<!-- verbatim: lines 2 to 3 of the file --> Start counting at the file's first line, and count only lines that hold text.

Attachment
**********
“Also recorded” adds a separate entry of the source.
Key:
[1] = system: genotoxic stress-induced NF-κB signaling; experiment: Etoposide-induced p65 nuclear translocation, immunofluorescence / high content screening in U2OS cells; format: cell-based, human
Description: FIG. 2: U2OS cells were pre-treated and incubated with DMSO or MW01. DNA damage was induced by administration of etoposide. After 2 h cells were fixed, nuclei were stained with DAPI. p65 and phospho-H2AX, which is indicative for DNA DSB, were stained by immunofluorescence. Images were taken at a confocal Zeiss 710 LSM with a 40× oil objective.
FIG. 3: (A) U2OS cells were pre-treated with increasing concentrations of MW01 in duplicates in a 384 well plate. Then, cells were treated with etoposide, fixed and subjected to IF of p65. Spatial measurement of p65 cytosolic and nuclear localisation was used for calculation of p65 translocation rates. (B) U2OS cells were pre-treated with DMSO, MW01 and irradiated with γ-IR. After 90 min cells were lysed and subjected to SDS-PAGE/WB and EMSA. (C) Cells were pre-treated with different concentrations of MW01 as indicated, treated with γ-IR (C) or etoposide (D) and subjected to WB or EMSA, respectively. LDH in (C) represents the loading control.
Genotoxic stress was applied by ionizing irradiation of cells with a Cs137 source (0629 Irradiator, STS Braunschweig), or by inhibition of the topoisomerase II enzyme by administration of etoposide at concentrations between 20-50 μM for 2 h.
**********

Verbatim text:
Key:
[1] = system: genotoxic stress-induced NF-κB signaling; experiment: Etoposide-induced p65 nuclear translocation, immunofluorescence / high content screening in U2OS cells; format: cell-based, human